I applied and was (one of several) people selected to do that work. The editor I worked with acknowledged that I was an expert on travel in Nepal. This probably wouldn’t have happened if I’d tried to stay broad in my career as a travel writer, rather than choose a niche.

The short articles I wrote for them paid 50 cents (Australian) per word, which was the highest per-word fee I’d received for any writing at that time. I made around AU$2000 for that job. Further, when opportunities arose to write further guides to India and New Zealand a few months later, I was already on the editor’s radar and I picked up more work on those projects.

This was awesome, but it wasn’t yet $1 per word. So how did I hit that next target?

Hitting $1 per word

Earning $1 per word certainly isn’t the highest fee in the travel writing world—I’ve heard rumours of $1.50-2 per word, but have yet to see them. $1 per word is a figure that newer writers are thrilled to receive, and veteran writers will comfortably accept. It’s a very respectable rate.

I broke through this barrier with a short 250-word piece on travel in New Zealand for an Australian airline magazine (so, you guessed it, I was paid AU$250). Airline magazines tend to pay very well, so most travel writers aim to be published in them. They can, however, be pretty hard nuts to crack. They have high standards, very specific requirements, and plenty of people vying to write for them.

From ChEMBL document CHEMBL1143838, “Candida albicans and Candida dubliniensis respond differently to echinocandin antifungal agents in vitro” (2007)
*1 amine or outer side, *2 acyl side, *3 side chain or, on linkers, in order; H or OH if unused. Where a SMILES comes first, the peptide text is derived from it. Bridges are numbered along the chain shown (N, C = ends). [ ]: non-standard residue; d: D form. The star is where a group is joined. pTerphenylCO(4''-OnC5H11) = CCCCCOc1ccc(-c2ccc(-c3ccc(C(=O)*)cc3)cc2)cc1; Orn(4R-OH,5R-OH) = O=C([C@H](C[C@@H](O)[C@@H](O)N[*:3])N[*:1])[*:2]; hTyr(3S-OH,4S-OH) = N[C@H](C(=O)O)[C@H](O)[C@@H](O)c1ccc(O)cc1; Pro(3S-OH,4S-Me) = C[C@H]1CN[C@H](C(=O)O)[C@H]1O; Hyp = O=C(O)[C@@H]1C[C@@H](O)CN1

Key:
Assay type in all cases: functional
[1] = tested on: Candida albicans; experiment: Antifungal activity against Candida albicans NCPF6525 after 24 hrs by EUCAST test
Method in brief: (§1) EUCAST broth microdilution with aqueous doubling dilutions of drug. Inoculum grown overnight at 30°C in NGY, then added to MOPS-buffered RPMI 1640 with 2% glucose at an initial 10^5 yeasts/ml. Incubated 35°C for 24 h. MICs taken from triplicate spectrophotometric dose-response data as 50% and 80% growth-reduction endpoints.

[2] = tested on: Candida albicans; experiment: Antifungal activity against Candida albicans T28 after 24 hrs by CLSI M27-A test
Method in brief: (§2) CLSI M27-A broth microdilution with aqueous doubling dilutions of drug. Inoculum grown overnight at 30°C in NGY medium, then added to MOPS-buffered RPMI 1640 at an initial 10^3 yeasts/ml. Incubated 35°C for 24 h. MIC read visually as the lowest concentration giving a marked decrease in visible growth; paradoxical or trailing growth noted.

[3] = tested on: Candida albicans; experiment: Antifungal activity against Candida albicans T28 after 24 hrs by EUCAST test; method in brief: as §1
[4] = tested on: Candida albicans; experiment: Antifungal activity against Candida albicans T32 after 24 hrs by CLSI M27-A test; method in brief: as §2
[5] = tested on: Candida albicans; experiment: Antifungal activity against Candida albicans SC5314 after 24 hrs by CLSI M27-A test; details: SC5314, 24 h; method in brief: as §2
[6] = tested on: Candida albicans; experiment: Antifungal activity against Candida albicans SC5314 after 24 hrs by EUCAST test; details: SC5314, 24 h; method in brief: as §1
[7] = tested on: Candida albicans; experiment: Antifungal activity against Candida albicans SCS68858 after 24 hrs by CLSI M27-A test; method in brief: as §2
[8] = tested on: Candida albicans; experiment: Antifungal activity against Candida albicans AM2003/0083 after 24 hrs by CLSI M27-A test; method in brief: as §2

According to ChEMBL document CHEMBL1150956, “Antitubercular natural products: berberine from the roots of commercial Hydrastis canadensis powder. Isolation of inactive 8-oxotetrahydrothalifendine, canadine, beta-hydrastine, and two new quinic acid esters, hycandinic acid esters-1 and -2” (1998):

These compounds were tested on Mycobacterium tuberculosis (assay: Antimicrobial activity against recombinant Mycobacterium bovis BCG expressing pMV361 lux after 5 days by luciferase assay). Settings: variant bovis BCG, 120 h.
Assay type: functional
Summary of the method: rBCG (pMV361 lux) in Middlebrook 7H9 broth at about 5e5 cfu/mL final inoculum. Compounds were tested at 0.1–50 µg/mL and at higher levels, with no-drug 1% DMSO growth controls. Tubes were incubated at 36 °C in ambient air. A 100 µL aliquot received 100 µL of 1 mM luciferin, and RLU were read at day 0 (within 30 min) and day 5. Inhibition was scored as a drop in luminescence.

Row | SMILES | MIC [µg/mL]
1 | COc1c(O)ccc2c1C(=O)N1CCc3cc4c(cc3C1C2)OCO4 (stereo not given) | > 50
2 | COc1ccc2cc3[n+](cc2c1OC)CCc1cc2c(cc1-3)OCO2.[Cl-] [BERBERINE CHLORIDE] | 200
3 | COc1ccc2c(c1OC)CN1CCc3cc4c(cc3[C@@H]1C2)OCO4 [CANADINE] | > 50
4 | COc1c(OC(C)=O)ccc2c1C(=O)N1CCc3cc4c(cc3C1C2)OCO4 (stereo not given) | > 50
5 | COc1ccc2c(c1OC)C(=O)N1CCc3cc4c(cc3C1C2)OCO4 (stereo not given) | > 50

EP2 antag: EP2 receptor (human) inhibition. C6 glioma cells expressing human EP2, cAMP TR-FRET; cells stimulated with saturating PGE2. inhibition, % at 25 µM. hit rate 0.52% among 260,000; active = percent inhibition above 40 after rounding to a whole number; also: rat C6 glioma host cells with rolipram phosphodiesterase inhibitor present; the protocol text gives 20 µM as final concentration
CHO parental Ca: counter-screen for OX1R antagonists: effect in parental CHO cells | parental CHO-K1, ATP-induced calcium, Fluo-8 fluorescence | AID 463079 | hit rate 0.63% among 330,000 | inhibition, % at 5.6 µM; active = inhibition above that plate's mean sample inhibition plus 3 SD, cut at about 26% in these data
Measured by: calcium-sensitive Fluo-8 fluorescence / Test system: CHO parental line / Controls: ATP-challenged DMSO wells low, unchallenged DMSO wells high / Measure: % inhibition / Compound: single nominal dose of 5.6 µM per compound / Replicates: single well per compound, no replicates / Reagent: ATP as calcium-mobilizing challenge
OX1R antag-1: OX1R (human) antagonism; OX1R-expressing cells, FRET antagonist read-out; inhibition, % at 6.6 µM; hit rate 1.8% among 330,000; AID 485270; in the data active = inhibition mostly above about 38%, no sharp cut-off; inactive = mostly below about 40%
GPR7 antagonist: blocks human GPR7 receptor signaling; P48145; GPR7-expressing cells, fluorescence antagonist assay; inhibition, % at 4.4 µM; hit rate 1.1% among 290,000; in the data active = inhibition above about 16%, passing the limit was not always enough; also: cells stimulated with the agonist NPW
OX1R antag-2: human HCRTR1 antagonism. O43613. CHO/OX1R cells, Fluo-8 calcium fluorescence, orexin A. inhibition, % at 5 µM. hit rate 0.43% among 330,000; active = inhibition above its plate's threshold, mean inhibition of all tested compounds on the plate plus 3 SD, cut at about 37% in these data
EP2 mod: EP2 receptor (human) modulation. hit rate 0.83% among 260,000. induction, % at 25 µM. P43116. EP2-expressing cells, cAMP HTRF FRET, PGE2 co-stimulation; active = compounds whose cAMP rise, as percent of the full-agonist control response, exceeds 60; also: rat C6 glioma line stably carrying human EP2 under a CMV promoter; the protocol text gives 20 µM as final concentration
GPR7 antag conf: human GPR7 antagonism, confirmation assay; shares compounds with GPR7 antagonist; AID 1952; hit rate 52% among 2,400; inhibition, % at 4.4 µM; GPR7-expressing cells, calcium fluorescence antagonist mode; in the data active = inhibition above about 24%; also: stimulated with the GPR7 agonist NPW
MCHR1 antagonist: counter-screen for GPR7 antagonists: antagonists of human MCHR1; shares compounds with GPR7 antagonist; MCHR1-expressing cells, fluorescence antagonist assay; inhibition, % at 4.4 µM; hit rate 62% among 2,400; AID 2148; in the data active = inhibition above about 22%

There’s a travel media website that many travel writers and industry professionals sign up to, called TravMedia. It’s sort of like LinkedIn for travel media people; it sends out bulletins once a day, and alerts when editors post calls for pitches. I had heard mixed things about its usefulness, but as it’s easy to sign up and be sent updates, I thought it would be worth sticking with.

It was. My $1 per word assignment came from answering a call relating to a very specific topic about travel in New Zealand, which I happened to know about. I responded to the call saying that I had first-hand knowledge of the topic, and included links to a selection of my previous articles that were on a similar topic, to show my style and experience.

I can’t be certain what my role my travel writing experience played in being commissioned this, as I think having first-hand experience with the topic was more useful. But still, the fact that I could point to my articles in numerous places must have helped, and made me seem more professional.

So far, this has been my only assignment that has paid so well. But as I said, I haven’t been in this field all that long, so I’m sure it won’t be the last.

Summary of tips:

  • Identify a niche, and make sure everyone you know is aware of your niche. You will get so many referrals this way.
  • Don’t be afraid to write a few pieces for a low rate when trying to build up your body of work on your niche. But don’t do this for long.
  • Publish an author website that showcases your best work, lists how potential clients can contact you, and mentions what kind of work you’re available for. Not all travel writing is first-person travelogues. Much of it is marketing-related, and these jobs pay the bills.
  • Sign up to mailing lists and newsletters, and actually read them. You never know when someone will need a writer with precisely your experience.
  • Understand that not all—in fact, not even most—travel writing jobs will pay $1 per word. And those that do may not add up to very much (mine was a $250 job). But they do exist, and they are a good goal. Once you’ve hit this, you may feel more confident negotiating for higher rates with new clients. I know I did.

Elen Turner is a freelance travel writer and editor who divides her time between Nepal and New Zealand. Read more of her work at